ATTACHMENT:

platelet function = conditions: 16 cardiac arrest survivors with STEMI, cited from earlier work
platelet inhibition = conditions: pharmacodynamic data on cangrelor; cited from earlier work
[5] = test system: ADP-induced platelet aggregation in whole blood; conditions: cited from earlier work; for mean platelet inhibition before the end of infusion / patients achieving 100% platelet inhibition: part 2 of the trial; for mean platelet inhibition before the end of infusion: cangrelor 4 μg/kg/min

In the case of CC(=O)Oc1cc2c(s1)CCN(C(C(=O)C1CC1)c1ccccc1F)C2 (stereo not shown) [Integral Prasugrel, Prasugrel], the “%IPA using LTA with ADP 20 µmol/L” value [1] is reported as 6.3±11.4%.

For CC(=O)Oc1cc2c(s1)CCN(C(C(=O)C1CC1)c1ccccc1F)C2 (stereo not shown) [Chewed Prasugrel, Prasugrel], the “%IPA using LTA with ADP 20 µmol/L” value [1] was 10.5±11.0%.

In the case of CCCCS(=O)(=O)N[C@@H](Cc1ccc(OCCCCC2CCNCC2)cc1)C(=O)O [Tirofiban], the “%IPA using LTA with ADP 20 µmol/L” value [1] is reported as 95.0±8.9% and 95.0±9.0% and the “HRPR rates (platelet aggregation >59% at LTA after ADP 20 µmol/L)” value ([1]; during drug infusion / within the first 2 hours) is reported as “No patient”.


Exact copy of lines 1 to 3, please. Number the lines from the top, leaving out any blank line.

platelet function = conditions: 16 cardiac arrest survivors with STEMI, cited from earlier work
platelet inhibition = conditions: pharmacodynamic data on cangrelor; cited from earlier work
[5] = test system: ADP-induced platelet aggregation in whole blood; conditions: cited from earlier work; for mean platelet inhibition before the end of infusion / patients achieving 100% platelet inhibition: part 2 of the trial; for mean platelet inhibition before the end of infusion: cangrelor 4 μg/kg/min